A new Zoë Wicomb novel is always cause for celebration. October is Wicomb’s long-awaited third novel, and her first publication since 2008’s collection of interlinked short stories The One That Got Away.
Mercia Murray, the protagonist of October, is an academic based at a Glaswegian university, who “has been left” by her partner Craig. Glasgow, where Wicomb herself lives, recurs as a locale and motif in her work; the relationship between ex-colonial power and colony, between North and South, is an ongoing concern. Travel is never merely for a holiday or adventure, and the phrase “citizen of the world” is used sardonically by Craig. Mercia lives in a “grand nineteenth-century Glasgow apartment built by sugar and tobacco lords from the spoils of slavery”. The name of the Scottish town of Falkirk is “stamped in relief on the three-legged cast-iron pots at home, pots manufactured for the colony, for Africans to cook their staple mealiepap over an open fire”. In an unforgettable turn of phrase, Mercia refers to these objects as “the potbellied omphalos of authenticity”. Thus, the relationship between centre and periphery, the relics of colonisation, and the exchange of goods and migration of people are key themes in Wicomb’s novels.
As part of her attempt to heal, and to distract herself from heartbreak, Mercia begins writing a history of her family. She finds that “her research project on postcolonial memory is slowly being supplanted by the memoir”. Wicomb’s novel is interested in the history of erasures in familial and national narratives – the need to unearth these stories, and the concomitant fear that “this can do no good, this harking back, broken – a far cry from the summery hark of angels”. Given Mercia’s profession, October also considers the nature of intellectual inquiry and academic research itself, often with amusing results. As Mercia’s father asked: “Doctoring books, what good could that do?”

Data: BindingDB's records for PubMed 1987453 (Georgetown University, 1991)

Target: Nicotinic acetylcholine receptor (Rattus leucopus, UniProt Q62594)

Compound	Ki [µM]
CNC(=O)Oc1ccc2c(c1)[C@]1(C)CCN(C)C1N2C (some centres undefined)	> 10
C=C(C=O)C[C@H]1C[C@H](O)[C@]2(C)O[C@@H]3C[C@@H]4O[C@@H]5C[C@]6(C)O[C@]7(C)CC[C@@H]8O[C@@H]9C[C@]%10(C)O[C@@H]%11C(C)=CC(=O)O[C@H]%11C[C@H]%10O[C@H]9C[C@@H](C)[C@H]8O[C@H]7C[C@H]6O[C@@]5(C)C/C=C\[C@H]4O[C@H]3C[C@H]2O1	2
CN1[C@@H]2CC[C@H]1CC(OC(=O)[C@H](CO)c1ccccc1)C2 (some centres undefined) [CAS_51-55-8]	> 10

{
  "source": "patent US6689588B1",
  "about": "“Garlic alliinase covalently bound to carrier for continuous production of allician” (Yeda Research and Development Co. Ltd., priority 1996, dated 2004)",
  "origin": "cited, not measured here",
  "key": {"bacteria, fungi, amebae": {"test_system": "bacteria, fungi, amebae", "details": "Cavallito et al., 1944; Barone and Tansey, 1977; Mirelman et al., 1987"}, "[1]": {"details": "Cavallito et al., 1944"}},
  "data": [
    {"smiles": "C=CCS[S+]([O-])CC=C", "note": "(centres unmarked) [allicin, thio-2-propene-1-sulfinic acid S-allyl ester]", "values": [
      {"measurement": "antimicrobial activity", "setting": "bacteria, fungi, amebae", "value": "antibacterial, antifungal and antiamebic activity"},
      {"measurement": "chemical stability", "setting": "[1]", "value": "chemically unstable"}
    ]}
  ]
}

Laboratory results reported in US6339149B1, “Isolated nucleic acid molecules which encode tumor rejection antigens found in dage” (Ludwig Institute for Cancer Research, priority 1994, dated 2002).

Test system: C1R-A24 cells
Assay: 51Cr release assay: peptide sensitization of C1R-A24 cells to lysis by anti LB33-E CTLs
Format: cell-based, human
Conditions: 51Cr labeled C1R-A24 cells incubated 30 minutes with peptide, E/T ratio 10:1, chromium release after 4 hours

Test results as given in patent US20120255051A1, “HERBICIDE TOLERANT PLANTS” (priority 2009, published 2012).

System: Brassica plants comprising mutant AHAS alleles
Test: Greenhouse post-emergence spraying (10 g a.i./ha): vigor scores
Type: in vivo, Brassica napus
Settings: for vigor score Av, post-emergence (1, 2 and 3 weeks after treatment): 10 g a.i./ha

Mercia is called back to Kliprand in the Cape, responding to an urgent missive from her alcoholic brother to take care of his son. She must negotiate between her longing for home and her reluctance to return; between nostalgia and her desire to escape. She has been reading Marilynne Robinson’s Home, from which the idea of home as a kind of “exile” is taken. Robinson’s novel acts as an intertext to Wicomb’s: the story of Mercia’s family has echoes of the Boughton’s in Home.
Mercia decides to return to her childhood home in October, when “the sadness of retreating light strikes” in Glasgow, but which in the Cape spring is, as the poet C. Louis Leipoldt wrote, “die mooiste, mooiste maand [the loveliest, loveliest month]”. She exchanges the mournful autumn for the possibilities of rebirth enacted by spring.
Wicomb’s writing comes alive in her descriptions of the landscape. October is also a paean to the seasons, the yearly migrations of wildlife and an illustration of how our emotional life is intertwined with these natural cycles. The novel celebrates a life lived in familiar intimacy with nature, but also explores the submerged violence of this world. In this sense, I was reminded of Zadie Smith’s “Elegy for seasons”, which mourns the impact of climate change on seasonal rhythms and rituals.
The narrative is related in fragments, which alternate between Mercia and her sister-in-law Sylvie’s memories, and her reconstruction of her parents’ lives. Struggling to get hold of the slippery past, to craft it into a coherent chronological narrative, Mercia realises that it is “shameful that she, a woman devoted to the close reading of words and actions on the page, failed to keep track of events in her own life”.
As events unfold, Mercia must confront her own prejudice, her anxiety about “the arcane field of motherhood” and her realisation that she has been influenced by her father’s belief in his family’s superiority to the other locals of Kliprand. Her brother Jake notes, “my leftie, egalitarian-minded big sister is the one to be appalled” when he married Sylvie. Sylvie and Mercia’s relationship is beset with wariness and misunderstanding, and Sylvie mocks Mercia’s awkwardness: “if you like you could take back some of my culture in a Tupperware”.
Ultimately it is Sylvie’s story which is revealed as the emotional heart of the novel, and the revelation of her secret past is sure to provoke strong reactions in readers.
October is a startling novel. No doubt readers will be inspired to re-read it and revisit her earlier work to pass the time until Wicomb’s next book.